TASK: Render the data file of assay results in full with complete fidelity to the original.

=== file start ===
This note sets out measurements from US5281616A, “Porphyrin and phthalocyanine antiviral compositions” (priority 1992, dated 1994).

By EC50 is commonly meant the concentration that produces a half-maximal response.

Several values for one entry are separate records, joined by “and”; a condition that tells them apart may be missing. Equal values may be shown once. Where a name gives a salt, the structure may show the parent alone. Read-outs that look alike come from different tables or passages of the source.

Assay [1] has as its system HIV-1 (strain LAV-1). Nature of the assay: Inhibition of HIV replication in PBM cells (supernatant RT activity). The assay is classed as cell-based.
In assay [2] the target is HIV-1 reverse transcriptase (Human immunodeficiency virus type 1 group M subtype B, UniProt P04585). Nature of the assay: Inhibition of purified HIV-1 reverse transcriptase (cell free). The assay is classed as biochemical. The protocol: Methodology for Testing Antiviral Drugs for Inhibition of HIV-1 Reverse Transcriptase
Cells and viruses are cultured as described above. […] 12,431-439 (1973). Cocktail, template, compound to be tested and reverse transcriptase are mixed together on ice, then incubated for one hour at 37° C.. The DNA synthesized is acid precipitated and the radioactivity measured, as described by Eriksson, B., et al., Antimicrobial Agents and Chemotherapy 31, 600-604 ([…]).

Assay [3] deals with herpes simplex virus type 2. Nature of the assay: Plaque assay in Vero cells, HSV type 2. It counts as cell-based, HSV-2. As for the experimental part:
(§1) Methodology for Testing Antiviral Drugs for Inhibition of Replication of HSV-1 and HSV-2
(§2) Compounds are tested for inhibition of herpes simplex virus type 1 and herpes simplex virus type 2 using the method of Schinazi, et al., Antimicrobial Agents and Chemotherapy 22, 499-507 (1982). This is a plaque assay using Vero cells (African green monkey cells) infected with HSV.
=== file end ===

This note sets out measurements from US5281616A, “Porphyrin and phthalocyanine antiviral compositions” (priority 1992, dated 1994).

By EC50 is commonly meant the concentration that produces a half-maximal response.

Several values for one entry are separate records, joined by “and”; a condition that tells them apart may be missing. Equal values may be shown once. Where a name gives a salt, the structure may show the parent alone. Read-outs that look alike come from different tables or passages of the source.

Assay [1] has as its system HIV-1 (strain LAV-1). Nature of the assay: Inhibition of HIV replication in PBM cells (supernatant RT activity). The assay is classed as cell-based.
In assay [2] the target is HIV-1 reverse transcriptase (Human immunodeficiency virus type 1 group M subtype B, UniProt P04585). Nature of the assay: Inhibition of purified HIV-1 reverse transcriptase (cell free). The assay is classed as biochemical. The protocol: Methodology for Testing Antiviral Drugs for Inhibition of HIV-1 Reverse Transcriptase
Cells and viruses are cultured as described above. […] 12,431-439 (1973). Cocktail, template, compound to be tested and reverse transcriptase are mixed together on ice, then incubated for one hour at 37° C.. The DNA synthesized is acid precipitated and the radioactivity measured, as described by Eriksson, B., et al., Antimicrobial Agents and Chemotherapy 31, 600-604 ([…]).

Assay [3] deals with herpes simplex virus type 2. Nature of the assay: Plaque assay in Vero cells, HSV type 2. It counts as cell-based, HSV-2. As for the experimental part:
(§1) Methodology for Testing Antiviral Drugs for Inhibition of Replication of HSV-1 and HSV-2
(§2) Compounds are tested for inhibition of herpes simplex virus type 1 and herpes simplex virus type 2 using the method of Schinazi, et al., Antimicrobial Agents and Chemotherapy 22, 499-507 (1982). This is a plaque assay using Vero cells (African green monkey cells) infected with HSV.